The King of the Mediterranean

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The sun shining upon me, I could have continued for hours following its every curve with one eye shut and a tracing finger, still convinced it’s been no longer than five minutes since I just sat down. Rightfully called the king of the Mediterranean, the sparkling blue platter of Genovese waters twinkled from a comfortable distance 350 meters below, like a playful friend winking from the other end of a room. 
Something about the sturdiness of its form, the nobility of its ways, always remind me of an old fashioned gentleman, one that gracefully hides all his pain in times of distress. And so some might say that god is a woman but olive trees are most definitely a man.

As I sit there staring I am reminded of the quiet embrace of mine, the promised safe haven that sometimes only they can provide, their ability to survive life’s turmoil standing firmly and rooted, too proud to let an eye, or leaf, reveal anything that might be happening under the woody skin.

The people of the Mediterranean are devoted fans that no butter can ever erode. Rightfully they can’t be convinced to commit to any other even if once in a while some unexpected stranger comes demanding a change. It’s the kitchen of the earth that seems always to manage you into balance, a table of small plates abundant with different delights barely touched varying across the sea, as fresh as it was on the scrub is the plate of tomatoes, fresh yogurt squeezed with lemon or the little salted sardines that will never fail your needs and always generously drizzled with the juice of the heavens. Nothing new will come of unambiguously stating it again to be the best kitchen in the world, based firmly on the olive and the wine that know no competitors to their purity. The oldest book known to man says “All the best of the fresh oil and all the best of the fresh wine and of the grain, the first fruits of those which they give to the lord, I give them to you” reads the book of Numbers (18:11-13) in one out of more than 40 quotes of the fruit of the olive tree. Continued by the gentle care of the greeks who sculptured and defined its form, they built a Mediterranean philosophy leaving it all as untouched as possible creating its essence – the art of less is more. Truly he is the undisputed king, a thing of magic. The ultimate survivor of the world of vegetation, his fruits are picked from September to March in one of the longest harvests varying by the different schools and varieties, naturally growing on the most difficult and serious of lands since man domesticated the wild some 8500 years ago.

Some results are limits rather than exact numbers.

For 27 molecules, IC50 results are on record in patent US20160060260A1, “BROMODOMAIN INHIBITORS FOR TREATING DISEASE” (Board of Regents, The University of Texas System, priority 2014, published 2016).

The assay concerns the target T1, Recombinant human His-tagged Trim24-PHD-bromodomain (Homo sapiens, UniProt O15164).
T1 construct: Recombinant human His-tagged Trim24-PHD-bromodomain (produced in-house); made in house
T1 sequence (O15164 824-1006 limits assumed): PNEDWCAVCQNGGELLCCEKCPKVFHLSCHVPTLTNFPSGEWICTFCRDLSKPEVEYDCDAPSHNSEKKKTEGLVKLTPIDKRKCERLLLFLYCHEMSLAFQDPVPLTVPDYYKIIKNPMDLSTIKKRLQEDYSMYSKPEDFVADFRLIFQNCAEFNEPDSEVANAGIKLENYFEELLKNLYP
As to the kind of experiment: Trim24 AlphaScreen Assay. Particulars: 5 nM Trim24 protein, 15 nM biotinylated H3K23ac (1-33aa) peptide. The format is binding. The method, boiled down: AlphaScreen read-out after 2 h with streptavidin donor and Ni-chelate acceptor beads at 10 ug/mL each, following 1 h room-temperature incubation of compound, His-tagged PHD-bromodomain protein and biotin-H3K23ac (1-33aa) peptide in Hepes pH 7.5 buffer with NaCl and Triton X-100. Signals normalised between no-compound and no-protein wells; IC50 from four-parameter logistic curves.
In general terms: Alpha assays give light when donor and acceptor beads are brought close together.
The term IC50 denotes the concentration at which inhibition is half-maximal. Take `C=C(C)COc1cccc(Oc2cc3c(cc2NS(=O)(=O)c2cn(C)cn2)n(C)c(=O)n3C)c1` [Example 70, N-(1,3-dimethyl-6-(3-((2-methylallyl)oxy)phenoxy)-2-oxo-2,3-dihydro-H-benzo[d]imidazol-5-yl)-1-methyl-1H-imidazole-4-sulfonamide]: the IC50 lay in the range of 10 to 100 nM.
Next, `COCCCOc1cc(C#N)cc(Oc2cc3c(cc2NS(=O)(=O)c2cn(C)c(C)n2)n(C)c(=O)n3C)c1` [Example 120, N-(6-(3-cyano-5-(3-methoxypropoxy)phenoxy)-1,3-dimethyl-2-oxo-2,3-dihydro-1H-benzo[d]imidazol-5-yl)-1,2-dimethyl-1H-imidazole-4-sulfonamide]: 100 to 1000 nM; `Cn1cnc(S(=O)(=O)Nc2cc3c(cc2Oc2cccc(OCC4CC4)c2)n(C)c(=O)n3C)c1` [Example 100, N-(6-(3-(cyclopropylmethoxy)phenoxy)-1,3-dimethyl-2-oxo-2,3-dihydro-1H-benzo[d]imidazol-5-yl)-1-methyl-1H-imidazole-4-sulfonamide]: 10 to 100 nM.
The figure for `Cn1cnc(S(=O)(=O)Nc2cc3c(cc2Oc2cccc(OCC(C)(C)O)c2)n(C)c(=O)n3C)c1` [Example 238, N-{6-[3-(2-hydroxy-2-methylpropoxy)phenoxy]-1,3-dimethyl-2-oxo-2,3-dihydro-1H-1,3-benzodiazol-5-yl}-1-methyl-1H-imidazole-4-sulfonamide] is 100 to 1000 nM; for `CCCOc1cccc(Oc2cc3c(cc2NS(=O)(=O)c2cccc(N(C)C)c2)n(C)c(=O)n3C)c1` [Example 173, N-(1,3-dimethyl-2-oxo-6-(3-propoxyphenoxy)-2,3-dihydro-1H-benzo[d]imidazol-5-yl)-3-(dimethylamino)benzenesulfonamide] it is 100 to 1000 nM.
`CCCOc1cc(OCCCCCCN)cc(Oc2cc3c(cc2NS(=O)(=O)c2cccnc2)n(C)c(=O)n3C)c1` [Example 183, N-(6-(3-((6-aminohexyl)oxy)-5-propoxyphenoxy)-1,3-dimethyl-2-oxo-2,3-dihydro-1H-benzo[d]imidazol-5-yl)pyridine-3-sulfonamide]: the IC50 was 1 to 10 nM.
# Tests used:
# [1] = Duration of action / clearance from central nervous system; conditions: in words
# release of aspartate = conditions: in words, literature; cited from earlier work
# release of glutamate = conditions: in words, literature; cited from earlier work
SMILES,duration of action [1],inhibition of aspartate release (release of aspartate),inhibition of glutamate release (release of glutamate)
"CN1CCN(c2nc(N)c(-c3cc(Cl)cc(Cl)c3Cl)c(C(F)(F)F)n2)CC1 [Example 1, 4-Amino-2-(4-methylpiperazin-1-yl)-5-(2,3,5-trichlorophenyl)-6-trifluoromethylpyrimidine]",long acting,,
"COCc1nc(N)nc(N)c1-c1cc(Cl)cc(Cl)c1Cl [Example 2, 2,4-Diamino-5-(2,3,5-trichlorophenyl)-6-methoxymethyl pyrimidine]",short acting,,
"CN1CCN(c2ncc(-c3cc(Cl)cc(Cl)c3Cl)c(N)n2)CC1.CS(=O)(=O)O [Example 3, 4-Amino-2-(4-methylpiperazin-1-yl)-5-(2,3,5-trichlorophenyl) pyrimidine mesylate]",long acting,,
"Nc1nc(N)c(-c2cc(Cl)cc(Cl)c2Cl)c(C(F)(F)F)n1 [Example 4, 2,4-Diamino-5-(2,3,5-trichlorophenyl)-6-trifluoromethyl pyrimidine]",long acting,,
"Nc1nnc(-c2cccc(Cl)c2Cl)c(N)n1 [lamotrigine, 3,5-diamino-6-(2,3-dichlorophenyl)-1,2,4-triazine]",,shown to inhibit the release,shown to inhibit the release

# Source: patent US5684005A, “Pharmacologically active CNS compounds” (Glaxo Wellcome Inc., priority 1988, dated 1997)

From the terraced southern hill grove inhabiting more than 300 trees from 40 to 400 years old each, I look at the green hill in front of me. Brighter in leaves and bark, arms stretched wild, their head longs for sun always trying to peek from above, never to be missed. Always grateful for the occasional rainfall though as long as they have their temperate warm sea breeze they will never complain, growing stronger with every challenge imposed.

The good landlords will manually attend every tree. Arms shining with sweat they will vibrate and shake every branch with physical devotion and carry crates of green and purple little round fruit for pressing. The bad ones will shake them from the core, weakening their roots slowly loosening a piece of history away from its land. Then finally it’s all mashed into one thick paste of seeds and flesh, centrifuged to force the water away from the pure, prized oil that after minutes of noise and turbulence appears from the stainless steal spout: a fine, thick, yellow greenish liquid with small bubbles and an opaque light running through as it pours itself into a pool of richness and purity, bitter and sweet and tingly and acidic all at once.

I sit in front of the 167 year old olive tree, thinking about the many years it has been standing faithfully, the many things it has witnessed, and I admire the Mediterranean, it’s sea, it’s king, and their everlasting, modest presence.

Image: Italyhotline

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